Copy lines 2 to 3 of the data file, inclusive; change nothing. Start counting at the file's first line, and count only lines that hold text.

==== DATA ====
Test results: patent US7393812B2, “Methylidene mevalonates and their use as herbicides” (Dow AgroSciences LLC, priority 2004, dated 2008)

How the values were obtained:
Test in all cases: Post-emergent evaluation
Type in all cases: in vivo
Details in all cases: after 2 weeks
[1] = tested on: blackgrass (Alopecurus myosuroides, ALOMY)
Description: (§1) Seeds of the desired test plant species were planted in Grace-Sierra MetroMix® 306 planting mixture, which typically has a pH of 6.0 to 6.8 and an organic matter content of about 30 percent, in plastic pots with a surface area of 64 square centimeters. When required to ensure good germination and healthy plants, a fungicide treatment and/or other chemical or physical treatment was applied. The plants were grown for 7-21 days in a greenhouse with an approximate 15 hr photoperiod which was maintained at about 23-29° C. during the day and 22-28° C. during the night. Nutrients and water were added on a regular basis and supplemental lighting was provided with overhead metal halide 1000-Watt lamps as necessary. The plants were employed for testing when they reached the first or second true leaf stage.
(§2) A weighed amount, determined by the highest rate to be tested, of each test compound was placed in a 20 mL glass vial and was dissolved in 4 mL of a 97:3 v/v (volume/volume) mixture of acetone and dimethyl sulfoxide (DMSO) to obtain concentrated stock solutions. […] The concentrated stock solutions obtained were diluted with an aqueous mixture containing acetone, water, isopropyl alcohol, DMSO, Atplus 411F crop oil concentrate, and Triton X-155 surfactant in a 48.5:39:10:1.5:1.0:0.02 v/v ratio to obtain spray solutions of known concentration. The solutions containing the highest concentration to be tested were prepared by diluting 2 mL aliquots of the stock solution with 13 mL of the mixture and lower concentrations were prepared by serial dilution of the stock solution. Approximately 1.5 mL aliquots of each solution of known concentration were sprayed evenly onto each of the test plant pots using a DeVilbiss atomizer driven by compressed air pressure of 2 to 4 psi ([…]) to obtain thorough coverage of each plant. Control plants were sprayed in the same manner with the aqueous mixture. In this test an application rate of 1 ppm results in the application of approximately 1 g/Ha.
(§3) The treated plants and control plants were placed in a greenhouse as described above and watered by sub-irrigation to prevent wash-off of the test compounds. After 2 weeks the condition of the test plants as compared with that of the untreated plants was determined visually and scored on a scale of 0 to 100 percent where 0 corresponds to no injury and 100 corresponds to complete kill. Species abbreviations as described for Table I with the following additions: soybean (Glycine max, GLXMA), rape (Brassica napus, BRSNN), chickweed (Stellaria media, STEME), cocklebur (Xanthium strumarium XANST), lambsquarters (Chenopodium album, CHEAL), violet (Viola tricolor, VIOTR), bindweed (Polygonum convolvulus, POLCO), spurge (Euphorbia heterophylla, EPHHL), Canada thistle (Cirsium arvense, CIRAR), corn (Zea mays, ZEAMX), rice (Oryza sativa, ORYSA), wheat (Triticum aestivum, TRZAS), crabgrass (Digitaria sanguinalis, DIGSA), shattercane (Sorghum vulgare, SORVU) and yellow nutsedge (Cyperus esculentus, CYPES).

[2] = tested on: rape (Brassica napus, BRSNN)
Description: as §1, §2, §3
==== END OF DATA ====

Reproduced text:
How the values were obtained:
Test in all cases: Post-emergent evaluation